Celebrity deaths immediately capture the public’s attention but quickly fade from the spotlight as popular culture marches on. The aftermath of a celebrity death can be far more interesting, primarily because of the estate planning mistakes that many celebrities make in their wills.

Heath Ledger is a prime example. The Oscar-winning actor whose portrayal of the Joker in the Batman trilogy created a Will before he died in 2008. He left his entire $20 million estate to his parents and sisters, but gave nothing to his daughter, who had been born after Ledger wrote the will. The actor’s relatives remedied this omission by putting significant assets into a trust for her. The lesson here is that Wills need to be updated periodically to reflect changes in circumstances.

The King of Pop, Michael Jackson, also created an estate plan before his untimely death. That plan included a trust, but many of Jackson’s assets were left outside of that trust. Because he failed to follow through on his plan, Jackson’s estate has been in and out of probate court several times.

Unlike Jackson and Ledger, the musician, Prince, had no Will or estate plan at the time of his death in 2016. Without a Will, his assets are set to be distributed to heirs per the intestacy rules in the State of Minnesota, but a substantial portion of those assets will be depleted by legal fees and government estate taxes.

This list of celebrity Will mistakes goes on and on as fame and glory blind the rich and famous to planning for their own mortality. Fortunately, we can take some instruction from their mistakes not only to make our own Wills and estate plans, but to keep those plans fully up-to-date. Ford + Bergner LLP helps residents of Texas and other states to develop estate plans that maximize the value of their assets for their heirs while minimizing estate taxes and probate costs and expenses. Please contact us for assistance with your own will and estate plan.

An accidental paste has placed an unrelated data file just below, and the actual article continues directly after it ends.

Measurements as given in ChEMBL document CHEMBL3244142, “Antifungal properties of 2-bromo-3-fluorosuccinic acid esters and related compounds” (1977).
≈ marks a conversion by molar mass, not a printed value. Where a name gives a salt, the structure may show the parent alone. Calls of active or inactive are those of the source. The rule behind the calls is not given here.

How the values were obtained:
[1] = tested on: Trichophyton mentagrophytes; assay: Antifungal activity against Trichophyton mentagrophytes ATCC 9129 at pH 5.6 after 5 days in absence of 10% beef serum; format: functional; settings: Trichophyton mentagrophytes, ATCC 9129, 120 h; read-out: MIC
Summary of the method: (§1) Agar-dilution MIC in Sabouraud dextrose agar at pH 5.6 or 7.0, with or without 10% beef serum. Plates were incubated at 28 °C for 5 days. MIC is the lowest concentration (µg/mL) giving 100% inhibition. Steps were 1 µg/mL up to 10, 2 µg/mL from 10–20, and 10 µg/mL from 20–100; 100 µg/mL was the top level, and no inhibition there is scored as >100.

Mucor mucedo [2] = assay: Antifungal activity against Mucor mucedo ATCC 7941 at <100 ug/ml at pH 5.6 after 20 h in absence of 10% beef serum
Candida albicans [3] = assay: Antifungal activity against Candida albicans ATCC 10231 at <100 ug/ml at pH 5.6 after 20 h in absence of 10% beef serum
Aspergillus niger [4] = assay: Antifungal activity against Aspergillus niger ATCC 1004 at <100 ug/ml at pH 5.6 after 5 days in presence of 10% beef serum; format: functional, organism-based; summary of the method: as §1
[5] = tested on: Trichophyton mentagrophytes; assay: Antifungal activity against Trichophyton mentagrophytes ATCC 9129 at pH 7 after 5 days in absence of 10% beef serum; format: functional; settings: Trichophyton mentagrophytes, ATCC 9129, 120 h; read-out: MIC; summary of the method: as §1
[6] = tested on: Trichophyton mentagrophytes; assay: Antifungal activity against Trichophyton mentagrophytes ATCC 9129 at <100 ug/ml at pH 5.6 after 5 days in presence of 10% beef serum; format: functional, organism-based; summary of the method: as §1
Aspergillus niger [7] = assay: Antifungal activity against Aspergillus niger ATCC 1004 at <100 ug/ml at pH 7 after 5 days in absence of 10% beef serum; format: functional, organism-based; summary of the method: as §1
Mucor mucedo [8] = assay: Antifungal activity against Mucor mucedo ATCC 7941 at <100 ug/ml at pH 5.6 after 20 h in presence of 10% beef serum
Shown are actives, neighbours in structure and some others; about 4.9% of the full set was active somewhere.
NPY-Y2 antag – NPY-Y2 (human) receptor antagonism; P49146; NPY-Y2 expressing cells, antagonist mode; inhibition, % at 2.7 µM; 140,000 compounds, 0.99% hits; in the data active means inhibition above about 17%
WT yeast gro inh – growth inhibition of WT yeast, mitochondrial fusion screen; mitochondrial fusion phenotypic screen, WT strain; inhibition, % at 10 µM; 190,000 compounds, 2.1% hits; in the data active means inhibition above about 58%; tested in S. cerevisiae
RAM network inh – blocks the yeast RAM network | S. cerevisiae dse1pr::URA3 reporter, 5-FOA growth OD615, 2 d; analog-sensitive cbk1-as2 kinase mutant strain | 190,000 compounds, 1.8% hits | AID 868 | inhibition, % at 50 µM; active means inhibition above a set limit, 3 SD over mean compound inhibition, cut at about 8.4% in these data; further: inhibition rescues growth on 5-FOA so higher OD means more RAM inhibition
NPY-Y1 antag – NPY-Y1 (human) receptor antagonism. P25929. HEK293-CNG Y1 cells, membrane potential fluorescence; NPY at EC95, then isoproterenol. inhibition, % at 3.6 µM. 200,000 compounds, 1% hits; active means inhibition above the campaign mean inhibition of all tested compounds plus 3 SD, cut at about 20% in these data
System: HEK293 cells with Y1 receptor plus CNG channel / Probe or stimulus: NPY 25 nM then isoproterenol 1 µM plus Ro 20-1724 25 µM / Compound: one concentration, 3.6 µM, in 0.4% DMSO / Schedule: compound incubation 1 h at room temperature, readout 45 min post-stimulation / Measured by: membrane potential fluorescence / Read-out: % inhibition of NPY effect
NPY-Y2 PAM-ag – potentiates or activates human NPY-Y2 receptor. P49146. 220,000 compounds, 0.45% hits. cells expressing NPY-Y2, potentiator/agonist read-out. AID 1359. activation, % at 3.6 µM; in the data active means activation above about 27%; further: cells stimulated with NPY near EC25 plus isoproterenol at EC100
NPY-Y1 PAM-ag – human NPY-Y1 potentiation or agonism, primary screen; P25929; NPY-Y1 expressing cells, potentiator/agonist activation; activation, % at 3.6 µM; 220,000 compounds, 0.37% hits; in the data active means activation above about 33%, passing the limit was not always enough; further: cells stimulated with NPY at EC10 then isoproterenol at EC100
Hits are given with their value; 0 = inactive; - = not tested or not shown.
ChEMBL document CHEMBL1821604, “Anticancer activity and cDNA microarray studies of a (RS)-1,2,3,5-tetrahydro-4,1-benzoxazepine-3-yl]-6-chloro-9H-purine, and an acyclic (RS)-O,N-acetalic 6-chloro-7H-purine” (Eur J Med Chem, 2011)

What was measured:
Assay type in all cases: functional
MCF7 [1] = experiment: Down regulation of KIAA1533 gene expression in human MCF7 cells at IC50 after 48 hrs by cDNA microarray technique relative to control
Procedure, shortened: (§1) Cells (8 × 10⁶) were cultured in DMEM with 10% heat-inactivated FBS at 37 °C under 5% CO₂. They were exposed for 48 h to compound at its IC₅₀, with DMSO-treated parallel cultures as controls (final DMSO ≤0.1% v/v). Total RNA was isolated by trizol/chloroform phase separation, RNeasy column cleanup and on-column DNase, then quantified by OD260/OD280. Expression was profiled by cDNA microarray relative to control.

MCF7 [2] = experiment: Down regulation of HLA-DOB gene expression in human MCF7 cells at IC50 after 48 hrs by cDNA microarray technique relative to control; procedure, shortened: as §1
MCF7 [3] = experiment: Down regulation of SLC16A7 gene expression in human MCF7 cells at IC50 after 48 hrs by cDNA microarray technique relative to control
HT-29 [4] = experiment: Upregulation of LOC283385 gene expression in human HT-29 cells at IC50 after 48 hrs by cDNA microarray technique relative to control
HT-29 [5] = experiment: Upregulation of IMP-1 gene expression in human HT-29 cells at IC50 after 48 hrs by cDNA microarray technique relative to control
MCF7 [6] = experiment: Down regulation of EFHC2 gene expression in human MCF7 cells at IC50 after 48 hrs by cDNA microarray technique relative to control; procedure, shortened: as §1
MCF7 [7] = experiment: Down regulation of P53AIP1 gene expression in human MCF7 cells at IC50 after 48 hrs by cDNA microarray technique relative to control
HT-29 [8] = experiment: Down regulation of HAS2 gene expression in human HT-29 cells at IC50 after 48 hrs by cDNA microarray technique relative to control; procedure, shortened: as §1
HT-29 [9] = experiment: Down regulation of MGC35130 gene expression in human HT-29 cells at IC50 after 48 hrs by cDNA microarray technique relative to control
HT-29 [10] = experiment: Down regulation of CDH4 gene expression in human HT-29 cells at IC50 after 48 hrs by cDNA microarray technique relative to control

Communication and Wills

At its core, a Will is a tool to assure the continuity of families by smoothly moving assets between generations. Viewed this way, it only makes sense that those involved should openly communicate to achieve a clear understanding of who is in the Will, why it is distributed as it is, and why any limitations or conditions have been put in it.

Parents have a right to decide conditions and distributions of inheritance and have no obligation to justify their decisions. But if they choose to explain their reasoning, their children will benefit. Consider choosing between even and uneven distribution between children.

Children normally expect that assets will simply be split evenly between them. While this is the most common distribution, a parent may have reasons for uneven distribution. A common situation is adjusting inheritance based on relative financial need. In this case, a financially successful child may feel slighted and may take these feeling out on a less successful sibling.

The purpose of communication between parent and child is not to debate if the method of distribution is fair or not, but to create understanding and acceptance of the decision. Doing this while the parent is alive provides the disappointed child an opportunity to process the situation and ask questions. This in turn focuses any disappointment towards the parent and away from a sibling – possibly preserving the relationship.